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This question must be too simple, but it confused me for several days. I want to know how can I do the following simplification using Mathematica:

For example, convert m Sin[x] + n Cos[x] + p to a Sin[w x + b] + c.

Note: I've tried some built-in functions such as Simplify,FullSimplify,TrigReduce but none of those worked for me. Can anyone give a solution?

Thanks advance!

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    $\begingroup$ Related: mathematica.stackexchange.com/questions/30389/… $\endgroup$ – eyorble Mar 12 '18 at 9:38
  • $\begingroup$ This is fairly simple. Based on your question, the frequency is the same, so yea this should be possible. You could do the following: ExpToTrig[FullSimplify[TrigToExp[<Your Expression Here>]]] $\endgroup$ – Brett Haupt Mar 12 '18 at 10:12
  • $\begingroup$ @BrettHaupt your example does not work with OP's code. $\endgroup$ – Kuba Mar 12 '18 at 12:07
  • $\begingroup$ @HenrikSchumacher You are right. Thank you for point out that error! I've changed my question. $\endgroup$ – Vold Notz Mar 12 '18 at 12:15
  • $\begingroup$ @BrettHaupt Thank you for your answer! I replaced m nand pwith real number and implemented your code. Then I got my origin expression yet. So is there anything wrong? $\endgroup$ – Vold Notz Mar 12 '18 at 12:22
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Use

replacerule = m_ Sin[x_] + n_ Cos[x_] :> Sqrt[m^2 + n^2] Sin[x + ArcTan[m, n]];

With this,

m Sin[x] + n Cos[x] + p /. replacerule
(* p + Sqrt[m^2 + n^2] Sin[x + ArcTan[m, n]] *)

For a more general problem, you can use

trigTogether[exp_] := FullSimplify[exp, 
                      TransformationFunctions -> {Automatic, # /. replacerule &}, 
                      ComplexityFunction -> ((LeafCount[#] + 100 Count[#, (_Sin | _Cos | E^_), {0, Infinity}]) &)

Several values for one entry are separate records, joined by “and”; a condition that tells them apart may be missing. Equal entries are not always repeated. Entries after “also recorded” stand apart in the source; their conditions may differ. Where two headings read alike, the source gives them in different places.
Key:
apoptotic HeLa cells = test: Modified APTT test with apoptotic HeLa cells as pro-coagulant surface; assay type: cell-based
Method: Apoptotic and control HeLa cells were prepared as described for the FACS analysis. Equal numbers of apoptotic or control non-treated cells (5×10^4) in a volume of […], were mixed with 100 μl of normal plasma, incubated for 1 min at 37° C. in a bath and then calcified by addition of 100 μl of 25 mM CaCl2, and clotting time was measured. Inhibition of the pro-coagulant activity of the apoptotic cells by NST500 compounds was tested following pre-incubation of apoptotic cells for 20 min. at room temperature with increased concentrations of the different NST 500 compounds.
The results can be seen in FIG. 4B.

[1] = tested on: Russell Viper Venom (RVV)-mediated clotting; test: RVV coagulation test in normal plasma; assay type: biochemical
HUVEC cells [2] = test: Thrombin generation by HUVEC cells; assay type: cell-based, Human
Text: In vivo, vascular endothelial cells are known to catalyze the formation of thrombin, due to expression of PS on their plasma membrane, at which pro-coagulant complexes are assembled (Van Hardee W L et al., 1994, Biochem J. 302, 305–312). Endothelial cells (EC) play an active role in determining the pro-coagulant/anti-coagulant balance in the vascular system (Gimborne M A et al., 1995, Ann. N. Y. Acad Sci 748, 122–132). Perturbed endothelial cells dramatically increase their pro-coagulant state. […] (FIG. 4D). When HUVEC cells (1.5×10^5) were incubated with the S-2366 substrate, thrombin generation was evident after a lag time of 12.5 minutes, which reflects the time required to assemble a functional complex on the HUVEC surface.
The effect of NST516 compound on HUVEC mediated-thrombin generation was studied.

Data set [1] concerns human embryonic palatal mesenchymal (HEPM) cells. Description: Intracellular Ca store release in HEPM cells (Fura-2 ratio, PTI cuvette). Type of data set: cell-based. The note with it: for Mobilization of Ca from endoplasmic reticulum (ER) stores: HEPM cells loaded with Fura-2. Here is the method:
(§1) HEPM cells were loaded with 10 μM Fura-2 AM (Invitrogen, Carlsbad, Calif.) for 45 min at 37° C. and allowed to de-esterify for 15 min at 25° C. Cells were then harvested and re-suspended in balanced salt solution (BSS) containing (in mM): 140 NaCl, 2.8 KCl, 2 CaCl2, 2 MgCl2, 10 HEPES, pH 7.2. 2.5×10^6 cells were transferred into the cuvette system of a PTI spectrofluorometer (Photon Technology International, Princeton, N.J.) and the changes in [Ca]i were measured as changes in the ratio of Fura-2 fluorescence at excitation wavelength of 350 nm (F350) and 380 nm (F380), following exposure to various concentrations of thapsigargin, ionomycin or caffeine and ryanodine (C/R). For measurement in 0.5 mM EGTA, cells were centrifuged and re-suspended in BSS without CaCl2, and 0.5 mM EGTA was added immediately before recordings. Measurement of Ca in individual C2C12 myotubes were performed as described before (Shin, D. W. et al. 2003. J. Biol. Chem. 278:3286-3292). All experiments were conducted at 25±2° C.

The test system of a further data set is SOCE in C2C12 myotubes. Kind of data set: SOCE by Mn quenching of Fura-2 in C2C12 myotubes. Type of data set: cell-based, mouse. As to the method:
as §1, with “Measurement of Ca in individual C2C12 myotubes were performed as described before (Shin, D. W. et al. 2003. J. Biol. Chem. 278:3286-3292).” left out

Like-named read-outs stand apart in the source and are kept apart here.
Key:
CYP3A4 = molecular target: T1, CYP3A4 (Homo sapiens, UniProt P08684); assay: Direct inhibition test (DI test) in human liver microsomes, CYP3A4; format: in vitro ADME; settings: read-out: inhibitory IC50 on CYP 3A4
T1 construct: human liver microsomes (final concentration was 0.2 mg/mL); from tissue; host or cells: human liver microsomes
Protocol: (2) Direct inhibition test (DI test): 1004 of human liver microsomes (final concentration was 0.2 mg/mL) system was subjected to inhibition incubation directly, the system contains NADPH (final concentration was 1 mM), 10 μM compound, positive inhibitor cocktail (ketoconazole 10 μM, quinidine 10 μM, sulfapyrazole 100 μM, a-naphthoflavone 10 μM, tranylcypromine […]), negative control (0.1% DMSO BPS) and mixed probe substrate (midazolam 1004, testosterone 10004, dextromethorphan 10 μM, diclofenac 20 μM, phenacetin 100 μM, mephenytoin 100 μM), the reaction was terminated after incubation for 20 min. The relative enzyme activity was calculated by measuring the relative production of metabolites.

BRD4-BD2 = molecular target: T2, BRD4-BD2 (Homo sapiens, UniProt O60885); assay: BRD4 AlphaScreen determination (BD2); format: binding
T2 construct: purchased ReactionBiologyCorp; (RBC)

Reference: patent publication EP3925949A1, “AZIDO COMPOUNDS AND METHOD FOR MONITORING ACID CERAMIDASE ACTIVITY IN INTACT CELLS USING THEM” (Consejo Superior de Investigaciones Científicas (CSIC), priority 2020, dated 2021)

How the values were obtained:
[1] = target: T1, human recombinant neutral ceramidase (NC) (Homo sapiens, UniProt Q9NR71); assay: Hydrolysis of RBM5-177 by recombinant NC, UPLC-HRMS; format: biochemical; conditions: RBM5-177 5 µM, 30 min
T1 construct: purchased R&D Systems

]

so that

trigTogether[m Sin[x] + n Cos[x] + c + Log[a Sin[y^2] + b Cos[y^2]]]
(* c + Log[Sqrt[a^2 + b^2] Sin[y^2 + ArcTan[a, b]]] + Sqrt[m^2 + n^2] Sin[x + ArcTan[m, n]] *)
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There are two or three tricks that we can use to solve for {a, b, c, ω}. First, of course, we write our equation. But, since that is only one equation, we will take one or more derivatives to generate additional equations. Then, we will substitute certain values for $x$. The result will be a set of equations that Mathematica can handle.

Specifically, we write our equation, take the second derivative and evaluate both equatinos at $x = 0$ and at $x=\pi$. This brings $\omega$ out into the open. We also use TrigExpand.

lhs = m Sin[x] + n Cos[x] + p ;
rhs = a Sin[ω x + b] + c;

eqn = {lhs == rhs, D[lhs, x, x] == D[rhs, x, x]};
eqs = {eqn /. x -> 0, eqn /. x -> π} // Flatten // TrigExpand;
eqs // Column

(*  {
  n + p == c + a Sin[b],
 -n     == -a ω^2 Sin[b],
 -n + p == c + a Cos[π ω] Sin[b] + a Cos[b] Sin[π ω],
  n     == -a ω^2 Cos[π ω] Sin[b] - a ω^2 Cos[b] Sin[π ω]
}  *)

Now, we eliminate Sin[b] and Cos[b] and solve for $\omega$, like this

eq2 = List @@ 
   Eliminate[eqs /. Cos[b] -> ρ /. Sin[b] -> σ, {ρ, σ}];
eq2 // Column
Reduce[eq2, ω]

(*  {
 c n   == n p,
 c ω^2 == p ω^2,
 n (-1 + ω^2) == 0
}

(c == p && ω == -1) || (c == p && ω == 1) || 
(n == 0 && c == p)  || (n == 0 && ω == 0)
*)

So, if $n\neq 0$, we must have $c = p$ and $\omega = 1$ or $\omega=-1$. We note that if $n=0$ then we don't have a solution for $\omega$. We also note that when we used Eliminate we introduced the tacit assumptions that $\sin b\neq 0$ and $\cos b\neq 0$.

All of that just to get $\omega = \pm 1$. Now, we can substitute $\omega \rightarrow 1$ into our equation, remind Mathematica to consider what happens at $x=0$ and at $x=\pi$, and then solve for variables $a, b, c$. We get two families of solutions, so we pick the one that is simplest.

eqs = eqn /. ω -> 1;
eq2 = {eqs, eqs /. x -> 0, eqs /. x -> π} // Flatten // TrigExpand;
soln = Solve[eq2, {a, b, c}];
Simplify[soln // Last, Assumptions -> C[1] == 0]

(* {
 a -> Sqrt[m^2 + n^2], c -> p, 
 b -> ArcTan[m/Sqrt[m^2 + n^2], n/Sqrt[m^2 + n^2]]
} *)
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  • $\begingroup$ Thank you very much! This method through solving equation also inspired me too much. $\endgroup$ – Vold Notz Mar 13 '18 at 14:13

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